Trophic and size spectra modeling reveal key species interactions and quantify community recovery dynamics within Newfoundland and Labrador fisheries ecosystems

Krumsick, Kyle (2020) Trophic and size spectra modeling reveal key species interactions and quantify community recovery dynamics within Newfoundland and Labrador fisheries ecosystems. Doctoral (PhD) thesis, Memorial University of Newfoundland.

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Recent efforts to shift towards ecosystem approaches to fisheries management require multi-species analyses across dynamic food webs and an understanding of trophic dynamics. My research analyzed the marine food web dynamics of Newfoundland and Labrador using stomach contents data and stable isotope ratios from fishes and invertebrates. A key facet of trophic ecology is the role a species fills in the food web. My first chapter quantified realized isotopic niches, a proxy for trophic niche, of representative dominant species using Bayesian ellipses and assess the potential competitive interactions that could prevent population recovery of groundfish species. Also essential in trophic ecology is the assessment of nutrient flow through an ecosystem. To understand the origin for the spatially varying isotopic niches, isotope mixing models were created in my second chapter to assess the strength of the interactions between all fish species and prey species and assess the key pathways of nutrient flow to the upper food web. Considering bioenergetic transfer through a system requires consideration of productivity resulting from growth and reproduction. This productivity analysis lends itself to the study of size spectra and the question of whether they may be used to assess community recovery. To do so, in my third chapter the empirical size structure I derived from the ecosystem surveys was compared to a theoretical pristine size structure derived through a combination of nitrogen stable isotopes and macroecological principles. Strong regionality was observed in isotopic signatures, with more trophic niche overlap, increased connectance and shorter food chain length in the less diverse, northern sites. Ontogenetic variation was observed in the isotopic niches and in the reconstructed diets. These trophic considerations may contribute to the observed differential recovery rates of fish stocks, illustrating the importance of considering competition and diet composition. The interactions of recovering groundfish species and economically important invertebrate species (i.e. shrimp and snow crab) were also highlighted. Although the Newfoundland and Labrador marine ecosystems were still far from fully recovered, recovery and continued sustainability of fish communities could be facilitated through balanced harvesting (though presently mostly theoretical) to limit the damaging impacts of fishery exploitation.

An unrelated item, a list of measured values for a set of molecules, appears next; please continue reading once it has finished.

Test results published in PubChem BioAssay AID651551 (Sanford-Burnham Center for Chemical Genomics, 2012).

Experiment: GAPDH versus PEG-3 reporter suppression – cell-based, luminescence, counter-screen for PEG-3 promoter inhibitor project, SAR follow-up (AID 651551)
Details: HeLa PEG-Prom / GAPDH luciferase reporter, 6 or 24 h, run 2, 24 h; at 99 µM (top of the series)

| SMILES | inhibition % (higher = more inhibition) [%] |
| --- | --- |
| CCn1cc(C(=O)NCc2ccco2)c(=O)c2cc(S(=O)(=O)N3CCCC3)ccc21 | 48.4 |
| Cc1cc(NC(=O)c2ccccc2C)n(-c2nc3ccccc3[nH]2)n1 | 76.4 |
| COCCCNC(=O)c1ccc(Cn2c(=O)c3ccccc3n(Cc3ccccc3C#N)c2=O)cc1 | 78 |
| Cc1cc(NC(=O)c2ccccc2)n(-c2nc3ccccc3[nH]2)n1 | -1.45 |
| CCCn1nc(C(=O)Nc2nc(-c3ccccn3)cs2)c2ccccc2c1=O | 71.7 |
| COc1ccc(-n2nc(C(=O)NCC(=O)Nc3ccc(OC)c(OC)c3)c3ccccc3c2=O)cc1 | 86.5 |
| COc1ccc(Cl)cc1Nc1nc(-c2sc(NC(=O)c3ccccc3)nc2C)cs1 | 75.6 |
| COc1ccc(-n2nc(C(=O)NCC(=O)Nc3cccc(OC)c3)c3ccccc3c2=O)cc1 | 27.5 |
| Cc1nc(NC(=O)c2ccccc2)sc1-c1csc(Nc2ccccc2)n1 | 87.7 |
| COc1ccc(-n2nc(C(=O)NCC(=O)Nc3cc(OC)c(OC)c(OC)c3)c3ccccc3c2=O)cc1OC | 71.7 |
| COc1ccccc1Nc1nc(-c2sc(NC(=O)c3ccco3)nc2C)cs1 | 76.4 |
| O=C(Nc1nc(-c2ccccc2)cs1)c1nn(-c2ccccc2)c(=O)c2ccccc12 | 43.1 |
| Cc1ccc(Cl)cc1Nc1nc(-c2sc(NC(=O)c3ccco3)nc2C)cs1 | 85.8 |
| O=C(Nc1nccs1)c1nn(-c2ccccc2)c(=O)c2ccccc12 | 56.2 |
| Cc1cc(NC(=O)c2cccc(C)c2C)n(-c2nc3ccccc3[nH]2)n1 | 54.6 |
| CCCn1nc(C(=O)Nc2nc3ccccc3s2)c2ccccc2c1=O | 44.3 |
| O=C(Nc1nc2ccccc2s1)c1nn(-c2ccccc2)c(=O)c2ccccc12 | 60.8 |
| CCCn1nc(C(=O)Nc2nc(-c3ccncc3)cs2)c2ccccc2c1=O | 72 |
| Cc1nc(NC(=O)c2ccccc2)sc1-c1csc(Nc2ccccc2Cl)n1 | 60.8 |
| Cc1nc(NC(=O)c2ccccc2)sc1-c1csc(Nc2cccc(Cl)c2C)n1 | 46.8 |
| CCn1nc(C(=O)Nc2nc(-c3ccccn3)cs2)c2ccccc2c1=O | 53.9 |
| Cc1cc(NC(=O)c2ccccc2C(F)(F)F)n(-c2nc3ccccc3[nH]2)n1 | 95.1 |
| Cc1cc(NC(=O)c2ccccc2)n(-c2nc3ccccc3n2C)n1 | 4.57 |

Item Type: Thesis (Doctoral (PhD))
Item ID: 14539
Additional Information: Includes bibliographical references.
Keywords: Newfoundland and Labrador, Stable Isotope Analysis, Size Spectra, Food Web Modeling, Isotope Mixing Model, Bayesian Ellipses, Recovering Fish Communities, Balanced Harvesting
Department(s): Science, Faculty of > Biology
Date: May 2020
Date Type: Submission
Digital Object Identifier (DOI):
Library of Congress Subject Heading: Food chains (Ecology)--Newfoundland and Labrador--Simulation methods; Marine animals--Food--Newfoundland and Labrador--Composition.

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